December 8, 2023

Congress narrowly averted a potential government shutdown after Republicans and Democrats reached a deal that includes a 45-day funding bill to avert a government shutdown after Democrats bailed out GOP House Speaker Kevin McCarthy‘s beleaguered efforts.

After passing in the House of Representatives on Saturday afternoon, the Senate debated for hours, with the vote being delayed by one senator calling for the measure to include aid to Ukraine, before the upper chamber finally garnered enough votes to approve the measure. After a vote of 88-9, the Senate sent the bill to President Joe Biden to avoid the shutdown with just hours until the midnight deadline. Biden is expected to sign the measure.

The stopgap bill, which relied on bipartisan support from Democrats in the Republican-led House, comes after the lower chamber had failed to get a federal funding measure passed due to political infighting. The process was stalled by the far-right, MAGA-aligned members of the House GOP, who called for massive spending cuts and have threatened to vacate McCarthy from his role as speaker.

Senate Vote on Shutdown Bill
A SPACEs In Action display a banner stating “Congress Do Your Job: No Government Shut Down” near the U.S. Capitol Building on September 29, 2023 in Washington, DC. (Photo by Paul Morigi/Getty Images for SPACEs In Action)
Paul Morigi/Getty

While speaking on the floor shortly after the vote, Senate Majority Leader Chuck Schumer, a New York Democrat, praised both parties, saying they have “come together to avert a shutdown.”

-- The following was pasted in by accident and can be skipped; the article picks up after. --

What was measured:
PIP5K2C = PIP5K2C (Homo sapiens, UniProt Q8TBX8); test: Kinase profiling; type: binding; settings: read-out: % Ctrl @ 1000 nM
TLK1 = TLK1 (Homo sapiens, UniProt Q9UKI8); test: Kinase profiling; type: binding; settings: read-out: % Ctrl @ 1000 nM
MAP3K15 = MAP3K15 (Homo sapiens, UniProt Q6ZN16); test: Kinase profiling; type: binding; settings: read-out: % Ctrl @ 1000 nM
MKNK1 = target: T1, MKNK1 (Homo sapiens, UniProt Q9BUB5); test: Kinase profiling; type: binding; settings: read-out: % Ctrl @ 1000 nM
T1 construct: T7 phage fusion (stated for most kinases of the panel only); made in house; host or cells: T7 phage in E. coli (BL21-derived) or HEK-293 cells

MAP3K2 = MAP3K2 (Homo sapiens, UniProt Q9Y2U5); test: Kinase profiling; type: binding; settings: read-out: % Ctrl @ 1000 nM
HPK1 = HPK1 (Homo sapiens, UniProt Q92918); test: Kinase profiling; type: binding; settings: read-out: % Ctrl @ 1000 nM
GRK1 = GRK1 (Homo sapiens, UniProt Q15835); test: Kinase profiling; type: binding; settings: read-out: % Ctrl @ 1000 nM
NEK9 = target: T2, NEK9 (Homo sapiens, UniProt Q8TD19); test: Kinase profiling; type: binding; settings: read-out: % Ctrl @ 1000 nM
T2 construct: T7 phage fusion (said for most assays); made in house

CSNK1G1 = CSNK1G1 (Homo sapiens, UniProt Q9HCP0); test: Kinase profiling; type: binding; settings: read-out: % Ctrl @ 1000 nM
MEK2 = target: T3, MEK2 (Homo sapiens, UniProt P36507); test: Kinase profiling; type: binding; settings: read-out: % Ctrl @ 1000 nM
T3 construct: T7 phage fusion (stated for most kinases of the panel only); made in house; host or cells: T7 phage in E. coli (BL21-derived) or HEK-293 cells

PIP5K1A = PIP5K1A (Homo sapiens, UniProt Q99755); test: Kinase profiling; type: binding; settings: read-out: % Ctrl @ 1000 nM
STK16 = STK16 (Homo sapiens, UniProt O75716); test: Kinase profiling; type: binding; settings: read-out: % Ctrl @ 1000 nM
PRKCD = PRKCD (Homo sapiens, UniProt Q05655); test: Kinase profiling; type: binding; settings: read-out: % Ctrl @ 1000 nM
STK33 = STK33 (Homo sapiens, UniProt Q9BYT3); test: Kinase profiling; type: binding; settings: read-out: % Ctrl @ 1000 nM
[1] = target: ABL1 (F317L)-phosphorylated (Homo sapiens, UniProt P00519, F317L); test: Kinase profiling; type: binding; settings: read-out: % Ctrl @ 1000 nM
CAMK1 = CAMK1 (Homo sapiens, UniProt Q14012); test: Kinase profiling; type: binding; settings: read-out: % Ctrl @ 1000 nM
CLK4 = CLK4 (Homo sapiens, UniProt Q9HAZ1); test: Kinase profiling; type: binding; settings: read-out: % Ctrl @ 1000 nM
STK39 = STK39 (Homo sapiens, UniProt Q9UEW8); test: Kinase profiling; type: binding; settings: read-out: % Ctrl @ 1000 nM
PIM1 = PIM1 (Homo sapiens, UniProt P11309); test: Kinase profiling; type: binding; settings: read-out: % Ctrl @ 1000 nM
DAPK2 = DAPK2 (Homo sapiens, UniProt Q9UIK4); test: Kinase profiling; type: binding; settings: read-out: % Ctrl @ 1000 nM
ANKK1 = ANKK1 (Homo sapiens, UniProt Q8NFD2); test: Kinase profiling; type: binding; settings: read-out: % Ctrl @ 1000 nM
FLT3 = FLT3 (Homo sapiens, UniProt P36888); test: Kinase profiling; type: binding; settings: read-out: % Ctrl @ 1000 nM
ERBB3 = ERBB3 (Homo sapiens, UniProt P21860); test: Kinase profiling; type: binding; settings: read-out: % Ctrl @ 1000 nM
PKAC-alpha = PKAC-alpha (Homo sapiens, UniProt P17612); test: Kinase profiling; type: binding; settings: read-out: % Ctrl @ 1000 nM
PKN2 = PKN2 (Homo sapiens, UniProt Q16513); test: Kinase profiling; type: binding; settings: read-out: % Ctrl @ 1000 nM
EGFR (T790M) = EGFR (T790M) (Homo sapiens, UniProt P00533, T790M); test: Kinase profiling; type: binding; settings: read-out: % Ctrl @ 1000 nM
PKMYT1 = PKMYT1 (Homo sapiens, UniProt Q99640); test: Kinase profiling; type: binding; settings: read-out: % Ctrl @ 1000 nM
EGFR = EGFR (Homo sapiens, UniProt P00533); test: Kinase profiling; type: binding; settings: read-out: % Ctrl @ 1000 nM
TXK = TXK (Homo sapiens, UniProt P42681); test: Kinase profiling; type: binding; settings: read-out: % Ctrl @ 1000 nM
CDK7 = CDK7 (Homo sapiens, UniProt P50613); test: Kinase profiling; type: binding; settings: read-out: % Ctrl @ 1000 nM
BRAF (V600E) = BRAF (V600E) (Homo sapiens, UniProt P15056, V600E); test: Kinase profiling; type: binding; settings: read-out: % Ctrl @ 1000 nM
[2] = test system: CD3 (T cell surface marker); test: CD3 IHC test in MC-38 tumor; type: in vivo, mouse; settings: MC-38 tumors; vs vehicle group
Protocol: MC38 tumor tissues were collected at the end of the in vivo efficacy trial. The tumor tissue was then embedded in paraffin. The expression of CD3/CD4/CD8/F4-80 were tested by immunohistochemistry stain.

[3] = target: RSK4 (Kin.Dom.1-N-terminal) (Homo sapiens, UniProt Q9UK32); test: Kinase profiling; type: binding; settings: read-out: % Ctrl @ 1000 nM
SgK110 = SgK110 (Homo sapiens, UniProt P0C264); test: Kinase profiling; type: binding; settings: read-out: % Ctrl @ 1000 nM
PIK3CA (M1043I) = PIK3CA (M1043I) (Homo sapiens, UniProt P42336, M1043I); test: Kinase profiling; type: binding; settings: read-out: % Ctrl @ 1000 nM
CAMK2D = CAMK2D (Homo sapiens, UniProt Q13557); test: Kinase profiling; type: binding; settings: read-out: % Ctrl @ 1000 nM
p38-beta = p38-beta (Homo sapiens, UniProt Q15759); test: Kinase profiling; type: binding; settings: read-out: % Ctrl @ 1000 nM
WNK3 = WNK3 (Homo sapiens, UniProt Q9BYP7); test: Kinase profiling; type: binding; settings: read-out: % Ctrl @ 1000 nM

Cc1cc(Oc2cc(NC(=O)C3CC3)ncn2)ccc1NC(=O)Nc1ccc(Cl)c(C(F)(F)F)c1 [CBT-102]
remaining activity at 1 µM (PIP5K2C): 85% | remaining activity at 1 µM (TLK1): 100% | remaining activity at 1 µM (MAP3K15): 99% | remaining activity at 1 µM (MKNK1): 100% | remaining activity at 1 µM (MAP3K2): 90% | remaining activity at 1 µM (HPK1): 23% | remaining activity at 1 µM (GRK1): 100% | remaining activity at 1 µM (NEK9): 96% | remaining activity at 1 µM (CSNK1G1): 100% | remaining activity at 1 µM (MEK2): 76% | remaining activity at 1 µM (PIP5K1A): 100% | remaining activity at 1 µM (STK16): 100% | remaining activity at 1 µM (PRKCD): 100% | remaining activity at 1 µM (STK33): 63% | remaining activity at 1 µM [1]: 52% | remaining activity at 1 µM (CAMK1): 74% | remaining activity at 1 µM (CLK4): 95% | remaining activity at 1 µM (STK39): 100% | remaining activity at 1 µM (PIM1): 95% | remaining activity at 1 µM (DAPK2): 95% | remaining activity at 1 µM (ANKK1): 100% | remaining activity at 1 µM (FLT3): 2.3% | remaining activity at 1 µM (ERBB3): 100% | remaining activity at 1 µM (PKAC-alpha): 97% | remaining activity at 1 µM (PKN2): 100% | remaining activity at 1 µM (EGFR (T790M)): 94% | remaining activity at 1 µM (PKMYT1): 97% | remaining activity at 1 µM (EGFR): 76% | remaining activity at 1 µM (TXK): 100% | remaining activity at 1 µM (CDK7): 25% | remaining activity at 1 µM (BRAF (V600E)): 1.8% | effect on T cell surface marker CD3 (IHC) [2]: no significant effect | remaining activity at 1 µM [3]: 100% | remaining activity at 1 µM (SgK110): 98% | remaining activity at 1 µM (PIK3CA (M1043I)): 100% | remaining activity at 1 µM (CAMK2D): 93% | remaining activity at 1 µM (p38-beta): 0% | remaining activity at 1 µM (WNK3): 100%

“The Senate showed that bipartisanship was the only way and the same will be true again in 45 days,” Schumer said.

Newsweek reached out via email on Sunday night to representatives for Schumer and McCarthy for comment.

Just hours before a looming government shutdown, which would have wide-ranging effects for millions of Americans, Republicans and Democrats finally came to a short-term agreement that keeps the government funded for 45 days and gives Congress time to continue developing a long-term solution.

In the House, the measure passed with a vote of 335-91, with bipartisan support from a majority of Democrats. Of the 91 votes against the measure, 90 were Republicans. The stopgap bill allows critical government services to continue, which include disaster relief funds, and an extension of a federal flood insurance program. However, the the House-approved measure did not include aid to Ukraine, which became a point of contention in the Senate.

Senator Michael Bennet, a Colorado Democrat, caused the upper chamber to delay the vote as the clock ticked down to the deadline, his colleagues said. Bennet reportedly demanded a promise of quick consideration of aid to Ukraine, forcing Congressional leadership to work up a commitment.

Bennet, who ultimately voted yes on the measure, cited his family history as the reason for his delay and told The Washington Post that he wanted the world to know that congress could come back with a “bipartisan effort to fund Ukraine properly.”

Newsweek reached out to Bennet for comment on Saturday night.

This is a breaking news story and will be updated.

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